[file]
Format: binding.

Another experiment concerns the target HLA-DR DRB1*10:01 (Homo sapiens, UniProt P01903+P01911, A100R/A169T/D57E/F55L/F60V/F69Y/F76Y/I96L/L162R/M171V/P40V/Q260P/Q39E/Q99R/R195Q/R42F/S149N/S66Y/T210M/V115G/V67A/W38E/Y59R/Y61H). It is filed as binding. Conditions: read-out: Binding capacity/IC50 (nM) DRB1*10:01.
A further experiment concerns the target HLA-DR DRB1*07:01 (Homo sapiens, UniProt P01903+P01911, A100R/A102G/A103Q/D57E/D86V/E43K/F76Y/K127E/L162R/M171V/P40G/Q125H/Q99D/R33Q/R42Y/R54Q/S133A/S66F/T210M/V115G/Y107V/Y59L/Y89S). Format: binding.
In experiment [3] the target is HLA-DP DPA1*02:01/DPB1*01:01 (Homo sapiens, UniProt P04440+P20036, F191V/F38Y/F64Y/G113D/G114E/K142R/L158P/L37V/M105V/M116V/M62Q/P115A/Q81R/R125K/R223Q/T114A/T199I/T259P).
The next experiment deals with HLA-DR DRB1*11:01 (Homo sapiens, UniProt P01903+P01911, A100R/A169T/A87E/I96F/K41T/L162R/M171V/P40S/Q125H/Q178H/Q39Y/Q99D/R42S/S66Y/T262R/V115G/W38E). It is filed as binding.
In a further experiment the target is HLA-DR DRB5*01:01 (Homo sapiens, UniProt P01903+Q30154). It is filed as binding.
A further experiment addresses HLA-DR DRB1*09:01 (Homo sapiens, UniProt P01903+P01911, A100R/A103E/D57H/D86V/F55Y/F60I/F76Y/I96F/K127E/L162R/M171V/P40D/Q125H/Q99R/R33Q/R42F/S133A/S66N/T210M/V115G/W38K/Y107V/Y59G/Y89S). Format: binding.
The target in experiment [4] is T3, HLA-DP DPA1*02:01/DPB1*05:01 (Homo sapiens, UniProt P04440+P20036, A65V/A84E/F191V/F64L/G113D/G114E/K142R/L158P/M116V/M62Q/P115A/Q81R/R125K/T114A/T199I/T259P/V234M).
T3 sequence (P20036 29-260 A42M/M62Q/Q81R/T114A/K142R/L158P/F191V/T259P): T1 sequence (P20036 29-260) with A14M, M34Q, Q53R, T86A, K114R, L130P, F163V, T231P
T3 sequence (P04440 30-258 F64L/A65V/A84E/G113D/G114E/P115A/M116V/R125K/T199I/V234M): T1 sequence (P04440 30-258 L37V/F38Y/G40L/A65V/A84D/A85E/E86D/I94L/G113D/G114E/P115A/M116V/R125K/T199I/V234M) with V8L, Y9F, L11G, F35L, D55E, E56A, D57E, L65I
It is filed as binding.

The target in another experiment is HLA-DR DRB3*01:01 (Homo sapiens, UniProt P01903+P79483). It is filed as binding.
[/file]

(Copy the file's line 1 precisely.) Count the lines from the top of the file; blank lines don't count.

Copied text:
Format: binding.